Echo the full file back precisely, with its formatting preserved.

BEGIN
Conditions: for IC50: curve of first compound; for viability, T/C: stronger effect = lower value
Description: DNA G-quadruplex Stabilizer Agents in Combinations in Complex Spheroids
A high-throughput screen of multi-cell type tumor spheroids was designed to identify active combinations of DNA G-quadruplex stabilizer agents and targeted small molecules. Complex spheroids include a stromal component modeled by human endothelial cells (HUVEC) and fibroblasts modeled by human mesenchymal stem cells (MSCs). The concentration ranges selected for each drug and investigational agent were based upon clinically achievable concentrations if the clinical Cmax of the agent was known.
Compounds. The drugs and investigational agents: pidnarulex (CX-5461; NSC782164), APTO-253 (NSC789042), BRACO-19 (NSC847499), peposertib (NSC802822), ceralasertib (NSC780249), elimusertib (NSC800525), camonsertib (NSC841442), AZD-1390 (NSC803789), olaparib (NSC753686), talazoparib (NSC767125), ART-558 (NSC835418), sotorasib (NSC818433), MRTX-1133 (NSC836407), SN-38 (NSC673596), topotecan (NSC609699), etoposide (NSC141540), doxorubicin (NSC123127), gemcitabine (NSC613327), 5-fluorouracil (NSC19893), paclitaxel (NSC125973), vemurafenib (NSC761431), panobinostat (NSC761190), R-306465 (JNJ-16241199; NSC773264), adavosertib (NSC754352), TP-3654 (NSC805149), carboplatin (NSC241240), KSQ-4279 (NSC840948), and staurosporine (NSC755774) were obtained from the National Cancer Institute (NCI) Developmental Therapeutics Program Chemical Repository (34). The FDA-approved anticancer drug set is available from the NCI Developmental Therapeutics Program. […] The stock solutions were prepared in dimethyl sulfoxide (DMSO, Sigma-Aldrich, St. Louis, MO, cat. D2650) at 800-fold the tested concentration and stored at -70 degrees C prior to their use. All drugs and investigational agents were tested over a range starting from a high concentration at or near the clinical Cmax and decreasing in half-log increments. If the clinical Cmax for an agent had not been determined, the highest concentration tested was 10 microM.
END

Conditions: for IC50: curve of first compound; for viability, T/C: stronger effect = lower value
Description: DNA G-quadruplex Stabilizer Agents in Combinations in Complex Spheroids
A high-throughput screen of multi-cell type tumor spheroids was designed to identify active combinations of DNA G-quadruplex stabilizer agents and targeted small molecules. Complex spheroids include a stromal component modeled by human endothelial cells (HUVEC) and fibroblasts modeled by human mesenchymal stem cells (MSCs). The concentration ranges selected for each drug and investigational agent were based upon clinically achievable concentrations if the clinical Cmax of the agent was known.
Compounds. The drugs and investigational agents: pidnarulex (CX-5461; NSC782164), APTO-253 (NSC789042), BRACO-19 (NSC847499), peposertib (NSC802822), ceralasertib (NSC780249), elimusertib (NSC800525), camonsertib (NSC841442), AZD-1390 (NSC803789), olaparib (NSC753686), talazoparib (NSC767125), ART-558 (NSC835418), sotorasib (NSC818433), MRTX-1133 (NSC836407), SN-38 (NSC673596), topotecan (NSC609699), etoposide (NSC141540), doxorubicin (NSC123127), gemcitabine (NSC613327), 5-fluorouracil (NSC19893), paclitaxel (NSC125973), vemurafenib (NSC761431), panobinostat (NSC761190), R-306465 (JNJ-16241199; NSC773264), adavosertib (NSC754352), TP-3654 (NSC805149), carboplatin (NSC241240), KSQ-4279 (NSC840948), and staurosporine (NSC755774) were obtained from the National Cancer Institute (NCI) Developmental Therapeutics Program Chemical Repository (34). The FDA-approved anticancer drug set is available from the NCI Developmental Therapeutics Program. […] The stock solutions were prepared in dimethyl sulfoxide (DMSO, Sigma-Aldrich, St. Louis, MO, cat. D2650) at 800-fold the tested concentration and stored at -70 degrees C prior to their use. All drugs and investigational agents were tested over a range starting from a high concentration at or near the clinical Cmax and decreasing in half-log increments. If the clinical Cmax for an agent had not been determined, the highest concentration tested was 10 microM.